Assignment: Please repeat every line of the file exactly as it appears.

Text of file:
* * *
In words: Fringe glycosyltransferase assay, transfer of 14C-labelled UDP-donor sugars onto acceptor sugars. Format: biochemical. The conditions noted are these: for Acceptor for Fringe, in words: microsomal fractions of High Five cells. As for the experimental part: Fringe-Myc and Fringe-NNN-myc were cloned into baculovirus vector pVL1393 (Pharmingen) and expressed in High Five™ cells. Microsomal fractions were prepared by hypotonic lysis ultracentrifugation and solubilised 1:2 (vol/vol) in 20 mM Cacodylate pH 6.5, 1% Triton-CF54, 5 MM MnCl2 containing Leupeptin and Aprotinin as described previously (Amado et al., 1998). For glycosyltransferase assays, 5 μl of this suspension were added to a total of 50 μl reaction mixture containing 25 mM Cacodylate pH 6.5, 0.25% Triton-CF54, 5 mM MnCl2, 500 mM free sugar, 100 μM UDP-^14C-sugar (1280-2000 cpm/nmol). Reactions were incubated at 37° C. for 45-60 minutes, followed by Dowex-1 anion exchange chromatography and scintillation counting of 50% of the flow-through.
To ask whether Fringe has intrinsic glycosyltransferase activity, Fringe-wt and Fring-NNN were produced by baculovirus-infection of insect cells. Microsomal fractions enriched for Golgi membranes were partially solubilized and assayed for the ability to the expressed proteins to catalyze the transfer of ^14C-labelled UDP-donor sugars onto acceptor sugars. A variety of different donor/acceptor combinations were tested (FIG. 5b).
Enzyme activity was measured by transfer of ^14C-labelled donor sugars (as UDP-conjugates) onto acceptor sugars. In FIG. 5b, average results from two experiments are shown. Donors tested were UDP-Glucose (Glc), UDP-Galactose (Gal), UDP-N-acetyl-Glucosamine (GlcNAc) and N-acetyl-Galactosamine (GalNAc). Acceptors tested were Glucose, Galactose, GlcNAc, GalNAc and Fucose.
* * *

In words: Fringe glycosyltransferase assay, transfer of 14C-labelled UDP-donor sugars onto acceptor sugars. Format: biochemical. The conditions noted are these: for Acceptor for Fringe, in words: microsomal fractions of High Five cells. As for the experimental part: Fringe-Myc and Fringe-NNN-myc were cloned into baculovirus vector pVL1393 (Pharmingen) and expressed in High Five™ cells. Microsomal fractions were prepared by hypotonic lysis ultracentrifugation and solubilised 1:2 (vol/vol) in 20 mM Cacodylate pH 6.5, 1% Triton-CF54, 5 MM MnCl2 containing Leupeptin and Aprotinin as described previously (Amado et al., 1998). For glycosyltransferase assays, 5 μl of this suspension were added to a total of 50 μl reaction mixture containing 25 mM Cacodylate pH 6.5, 0.25% Triton-CF54, 5 mM MnCl2, 500 mM free sugar, 100 μM UDP-^14C-sugar (1280-2000 cpm/nmol). Reactions were incubated at 37° C. for 45-60 minutes, followed by Dowex-1 anion exchange chromatography and scintillation counting of 50% of the flow-through.
To ask whether Fringe has intrinsic glycosyltransferase activity, Fringe-wt and Fring-NNN were produced by baculovirus-infection of insect cells. Microsomal fractions enriched for Golgi membranes were partially solubilized and assayed for the ability to the expressed proteins to catalyze the transfer of ^14C-labelled UDP-donor sugars onto acceptor sugars. A variety of different donor/acceptor combinations were tested (FIG. 5b).
Enzyme activity was measured by transfer of ^14C-labelled donor sugars (as UDP-conjugates) onto acceptor sugars. In FIG. 5b, average results from two experiments are shown. Donors tested were UDP-Glucose (Glc), UDP-Galactose (Gal), UDP-N-acetyl-Glucosamine (GlcNAc) and N-acetyl-Galactosamine (GalNAc). Acceptors tested were Glucose, Galactose, GlcNAc, GalNAc and Fucose.